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By New Times
Weiss and other union leaders argue it's an instance of one degree of separation: Companies use the threat of closing a plant and opening a maquiladora to sap the strength of organized labor.
"Weak unions drive wages down," he says.
Weiss cites a recent study by a labor economist at Cornell University that showed that since 1994, in more than half of the U.S. manufacturing sector union-organizing drives that reached the point of a vote, the company threatened to close the plant and move to Mexico.
The most vivid example reported in the study is the 1996 case of an auto-parts factory in Michigan, where, on the morning of a union election, employees arriving for work found several major pieces of their plant's machinery outside, on a flatbed truck, with a huge sign that read "Bound for Mexico."
The workers voted not to unionize.
"New Mexican plants achieving U.S. productivity levels at one-tenth the wages offer a powerful incentive for U.S. firms to relocate production or lower their labor costs by threatening to move, or both," says University of California economist Harley Shaiken, a maquiladora critic.
If the Mexican government and maquiladora owners continue to conspire to keep maquila wages down, Shaiken says, it could have a snowballing, negative effect on middle-class Americans.
"If artificially depressed wages prevent Mexican workers from entering the middle class, in an increasingly integrated economy, U.S. workers may get bumped out of the middle class as a result," Shaiken says.
Weiss says the remedy for all these ills is for American unions to devote more time and money to organizing workers in foreign countries.
"We must take this strategy," he told his Tucson audience. "Our eventual, ultimate goal should be contracts that cover workers in multiple countries.
"Companies cross all borders now, and so must we."
In April, the AFL-CIO sponsored a conference in the Dominican Republic that brought maquiladora organizers from all over Mexico to meet with labor leaders from the U.S. and Central America.
"Basically, it kicked off a multicountry, multitiered organizing drive that the AFL-CIO is putting substantial resources into," Weiss says.
"They're hiring an overall coordinator, and a country coordinator for several countries, and a substantial number of full-time organizers in Mexico, just to organize the maquila sector.
"This is the first effort of its kind, so we'll have to wait and see what actually happens."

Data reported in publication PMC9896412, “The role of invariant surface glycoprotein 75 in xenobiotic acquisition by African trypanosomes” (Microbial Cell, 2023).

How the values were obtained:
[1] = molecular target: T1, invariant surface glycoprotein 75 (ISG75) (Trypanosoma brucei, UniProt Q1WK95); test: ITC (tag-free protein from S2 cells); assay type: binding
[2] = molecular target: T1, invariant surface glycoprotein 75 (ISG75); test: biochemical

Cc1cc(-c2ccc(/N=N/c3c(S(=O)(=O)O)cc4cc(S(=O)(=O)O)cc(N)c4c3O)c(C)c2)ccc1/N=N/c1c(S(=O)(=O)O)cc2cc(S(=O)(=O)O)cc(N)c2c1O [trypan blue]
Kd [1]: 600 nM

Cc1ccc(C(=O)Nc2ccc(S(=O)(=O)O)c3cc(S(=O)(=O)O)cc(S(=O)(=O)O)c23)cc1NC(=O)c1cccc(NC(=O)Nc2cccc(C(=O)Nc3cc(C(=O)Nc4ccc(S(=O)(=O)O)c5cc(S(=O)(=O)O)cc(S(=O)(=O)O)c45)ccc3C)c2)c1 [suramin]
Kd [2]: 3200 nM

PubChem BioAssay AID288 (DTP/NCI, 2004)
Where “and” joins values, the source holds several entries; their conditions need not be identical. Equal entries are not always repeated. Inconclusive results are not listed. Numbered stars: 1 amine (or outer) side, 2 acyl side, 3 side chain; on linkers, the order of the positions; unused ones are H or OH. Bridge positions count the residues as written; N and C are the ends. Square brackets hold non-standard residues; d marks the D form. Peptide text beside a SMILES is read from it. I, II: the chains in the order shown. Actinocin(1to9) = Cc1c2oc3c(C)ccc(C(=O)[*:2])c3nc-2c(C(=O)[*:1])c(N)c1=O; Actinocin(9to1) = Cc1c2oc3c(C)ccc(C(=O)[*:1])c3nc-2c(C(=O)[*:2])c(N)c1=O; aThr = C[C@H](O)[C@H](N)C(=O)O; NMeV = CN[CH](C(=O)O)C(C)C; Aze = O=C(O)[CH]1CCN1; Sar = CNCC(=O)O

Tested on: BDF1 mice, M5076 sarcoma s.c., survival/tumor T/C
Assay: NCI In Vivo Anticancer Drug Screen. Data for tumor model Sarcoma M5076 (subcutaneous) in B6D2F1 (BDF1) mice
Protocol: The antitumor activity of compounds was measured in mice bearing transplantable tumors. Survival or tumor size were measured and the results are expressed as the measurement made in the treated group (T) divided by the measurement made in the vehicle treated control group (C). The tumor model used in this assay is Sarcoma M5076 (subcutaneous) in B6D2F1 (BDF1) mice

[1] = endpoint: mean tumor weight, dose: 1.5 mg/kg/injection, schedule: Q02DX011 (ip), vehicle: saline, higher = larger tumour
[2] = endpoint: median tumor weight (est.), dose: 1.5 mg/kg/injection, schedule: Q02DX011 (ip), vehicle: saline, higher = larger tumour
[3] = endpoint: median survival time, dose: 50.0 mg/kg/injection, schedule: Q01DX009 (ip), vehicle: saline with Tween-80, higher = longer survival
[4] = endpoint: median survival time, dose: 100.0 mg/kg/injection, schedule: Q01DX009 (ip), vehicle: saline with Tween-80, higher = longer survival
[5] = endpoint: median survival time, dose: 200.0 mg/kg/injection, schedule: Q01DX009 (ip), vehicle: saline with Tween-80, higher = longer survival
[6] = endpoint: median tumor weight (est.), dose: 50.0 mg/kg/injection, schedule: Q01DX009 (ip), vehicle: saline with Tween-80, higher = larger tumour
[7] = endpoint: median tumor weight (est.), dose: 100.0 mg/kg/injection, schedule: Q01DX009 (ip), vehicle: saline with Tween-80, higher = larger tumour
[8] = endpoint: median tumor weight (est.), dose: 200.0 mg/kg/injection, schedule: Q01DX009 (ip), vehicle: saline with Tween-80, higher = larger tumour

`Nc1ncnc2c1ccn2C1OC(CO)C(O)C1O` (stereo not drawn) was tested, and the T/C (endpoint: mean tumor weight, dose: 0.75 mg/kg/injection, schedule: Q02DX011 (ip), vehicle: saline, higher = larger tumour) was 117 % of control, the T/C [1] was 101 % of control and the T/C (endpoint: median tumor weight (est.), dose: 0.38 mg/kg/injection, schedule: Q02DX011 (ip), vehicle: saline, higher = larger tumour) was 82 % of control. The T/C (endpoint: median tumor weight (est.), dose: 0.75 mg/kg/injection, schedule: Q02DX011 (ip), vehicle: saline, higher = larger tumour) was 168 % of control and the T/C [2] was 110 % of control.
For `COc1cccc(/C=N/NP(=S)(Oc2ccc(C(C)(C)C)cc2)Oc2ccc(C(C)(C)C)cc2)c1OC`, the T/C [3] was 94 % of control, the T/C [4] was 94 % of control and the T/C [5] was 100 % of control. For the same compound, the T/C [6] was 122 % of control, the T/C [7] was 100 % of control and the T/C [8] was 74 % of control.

During an industry conference in May sponsored by the Maquiladora Association of San Luis Rio de Colorado, one maquila adviser warned managers to beware of outside agitators.
"The AFL-CIO is gearing up for a big push in the maquiladoras," said John H. Christman, director of Maquiladora Industry Services for Cimex, a consulting firm based in Pennsylvania. "That's something we have to watch out for."
The percentage of Mexican workers who belong to a union is more than twice as high as the U.S.--36 percent to 14 percent. Most maquiladoras aren't unionized, though, and most of those that are belong to the Confederacion de Trabajadores de Mexico, or CTM.
Mexico's largest union, CTM is generally viewed as a corrupt organ of Mexico's ruling political party, the Institutional Revolutionary Party, or PRI. CTM routinely negotiates contracts with maquila management with no input from workers, according to numerous academic studies of Mexican unions.
Maquila employees pay dues to CTM, but there are no union meetings and no election of officers. Maquila employees are rarely informed of the terms of the CTM contracts they work under, the studies say.
"CTM's job is not to represent workers," says Weiss. "CTM's job is to keep the workers passive, and wages low."
Relations between CTM and the maquiladora industry are so cozy that many maquila bosses actually prefer the union's presence in their plants.
"There are no labor unions in Nogales," says Thayne Hardy, financial controller of four maquilas in Sonora. "And speaking as a member of the Maquila Association [of Sonora], our philosophy is, 'Let's treat the employees as good if not better [than] if they had a labor union.'"
On the flip side, Hardy says, when he managed a maquila in Chihuahua two years ago, "We had a labor union there--the big one, CTM--and we had very good labor relations at that plant.
"There were a lot of advantages to having CTM around. The union would screen new hires, they would take care of a lot of complaints, and they would discipline the workers, so they really helped take care of the labor force."
Independent maquila union organizers have several forces working against them: The maquiladora work force is young, apathetic and temporary; because of the legacy of CTM, most workers in Mexico view all unions as corrupt; also, turnover in the maquiladora industry approaches 80 percent per year.
Finally, the Mexican government has a tradition of harassing union organizers and signing off on union elections rigged in CTM's favor.
Under the North American Agreement on Labor Co-Operation, a side agreement to NAFTA, the Mexican government pledged to enforce the country's federal labor laws, which are progressive on paper.
The first true test of that promise, however, has showed it to be less than ironclad.